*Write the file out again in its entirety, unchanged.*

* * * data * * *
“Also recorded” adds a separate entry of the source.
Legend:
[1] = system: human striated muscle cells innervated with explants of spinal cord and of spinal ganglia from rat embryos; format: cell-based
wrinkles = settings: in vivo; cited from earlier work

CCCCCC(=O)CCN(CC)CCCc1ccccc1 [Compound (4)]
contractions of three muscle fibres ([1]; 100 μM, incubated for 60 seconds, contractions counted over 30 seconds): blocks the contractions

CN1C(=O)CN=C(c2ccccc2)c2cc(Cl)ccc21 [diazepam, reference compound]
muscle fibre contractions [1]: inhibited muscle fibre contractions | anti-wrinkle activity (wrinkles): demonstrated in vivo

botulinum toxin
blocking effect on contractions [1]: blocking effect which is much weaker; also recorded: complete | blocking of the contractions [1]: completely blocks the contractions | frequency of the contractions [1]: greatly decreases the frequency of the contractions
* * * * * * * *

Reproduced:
“Also recorded” adds a separate entry of the source.
Legend:
[1] = system: human striated muscle cells innervated with explants of spinal cord and of spinal ganglia from rat embryos; format: cell-based
wrinkles = settings: in vivo; cited from earlier work

CCCCCC(=O)CCN(CC)CCCc1ccccc1 [Compound (4)]
contractions of three muscle fibres ([1]; 100 μM, incubated for 60 seconds, contractions counted over 30 seconds): blocks the contractions

CN1C(=O)CN=C(c2ccccc2)c2cc(Cl)ccc21 [diazepam, reference compound]
muscle fibre contractions [1]: inhibited muscle fibre contractions | anti-wrinkle activity (wrinkles): demonstrated in vivo

botulinum toxin
blocking effect on contractions [1]: blocking effect which is much weaker; also recorded: complete | blocking of the contractions [1]: completely blocks the contractions | frequency of the contractions [1]: greatly decreases the frequency of the contractions